The world’s first transgenically produced drug ATryn, produced in the milk of GM goats, was approved in Europe in 2006 and earlier this year in the US. Involved in the prevention of blood clotting, ATryn is used during surgery and for medical interventions in patients with a rare disease known as hereditary antithrombin deficiency.
Because of its island geography, New Zealand is ideally placed to carry out transgenics research as it is free of many of the major animal diseases such as scrapie, BSE and foot and mouth that plague other countries involved in GM animal research. Its regulatory strengths and ‘diseasefree status’ already make it the ‘number one player’ in the field, Suttie contends.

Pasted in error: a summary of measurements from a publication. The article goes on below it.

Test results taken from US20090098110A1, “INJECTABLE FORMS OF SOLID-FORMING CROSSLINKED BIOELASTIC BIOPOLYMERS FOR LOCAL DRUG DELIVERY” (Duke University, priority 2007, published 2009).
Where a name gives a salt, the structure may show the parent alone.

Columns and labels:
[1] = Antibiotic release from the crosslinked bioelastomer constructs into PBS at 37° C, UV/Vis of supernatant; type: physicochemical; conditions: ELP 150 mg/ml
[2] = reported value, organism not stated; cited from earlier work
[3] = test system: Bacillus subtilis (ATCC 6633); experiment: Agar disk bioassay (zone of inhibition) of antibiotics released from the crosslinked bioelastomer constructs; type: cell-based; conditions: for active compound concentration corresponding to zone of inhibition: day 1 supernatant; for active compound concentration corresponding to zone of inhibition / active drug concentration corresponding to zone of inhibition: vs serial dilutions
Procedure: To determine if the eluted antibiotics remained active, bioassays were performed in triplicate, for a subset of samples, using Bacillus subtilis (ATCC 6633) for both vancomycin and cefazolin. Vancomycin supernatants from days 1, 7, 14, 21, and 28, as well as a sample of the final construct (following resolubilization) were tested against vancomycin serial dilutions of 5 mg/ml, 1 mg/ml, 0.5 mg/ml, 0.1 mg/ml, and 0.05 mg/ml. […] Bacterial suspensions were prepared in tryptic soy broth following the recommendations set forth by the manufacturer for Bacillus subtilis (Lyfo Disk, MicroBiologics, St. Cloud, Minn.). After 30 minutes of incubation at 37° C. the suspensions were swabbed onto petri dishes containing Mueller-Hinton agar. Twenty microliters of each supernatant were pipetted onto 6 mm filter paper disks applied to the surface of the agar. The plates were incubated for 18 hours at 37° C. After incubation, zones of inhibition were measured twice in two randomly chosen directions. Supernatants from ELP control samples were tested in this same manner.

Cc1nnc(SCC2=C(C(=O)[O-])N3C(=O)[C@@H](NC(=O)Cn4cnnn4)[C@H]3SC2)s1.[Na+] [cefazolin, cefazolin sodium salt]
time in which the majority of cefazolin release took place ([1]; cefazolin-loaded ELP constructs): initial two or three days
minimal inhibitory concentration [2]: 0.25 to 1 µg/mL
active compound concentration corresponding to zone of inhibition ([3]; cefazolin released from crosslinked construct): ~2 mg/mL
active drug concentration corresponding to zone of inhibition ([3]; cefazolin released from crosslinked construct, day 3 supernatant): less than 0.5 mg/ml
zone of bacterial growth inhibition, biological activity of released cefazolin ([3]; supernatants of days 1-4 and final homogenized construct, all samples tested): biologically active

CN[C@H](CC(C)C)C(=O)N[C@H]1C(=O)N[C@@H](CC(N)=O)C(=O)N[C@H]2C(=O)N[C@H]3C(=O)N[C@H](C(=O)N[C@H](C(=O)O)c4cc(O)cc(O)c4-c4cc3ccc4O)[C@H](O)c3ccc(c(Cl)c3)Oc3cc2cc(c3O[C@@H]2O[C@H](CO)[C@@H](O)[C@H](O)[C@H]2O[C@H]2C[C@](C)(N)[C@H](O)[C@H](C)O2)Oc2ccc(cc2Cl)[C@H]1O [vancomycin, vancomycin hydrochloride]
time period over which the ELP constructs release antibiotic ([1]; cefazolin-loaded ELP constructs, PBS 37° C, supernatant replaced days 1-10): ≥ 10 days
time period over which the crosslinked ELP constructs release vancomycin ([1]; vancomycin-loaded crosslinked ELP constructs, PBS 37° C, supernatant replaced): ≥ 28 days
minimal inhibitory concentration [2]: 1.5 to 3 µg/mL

But opposition to GM technologies in New Zealand is fierce. While GM animals and plants are grown, they remain strictly off the menu except for research purposes – and then only in contained labs after strict approvals have been secured from the country’s sole regulatory agency, the Environmental Risk Management Authority (ERMA). All of the GM products developed as a result of this research, are destined for export markets, mainly in the US Asia and Europe. AgResearch, for example, has a separate unit, PhytaGro, dedicated to marketing products developed in its laboratories –GM forages (C&I 2009, 7, 9) – to overseas customers.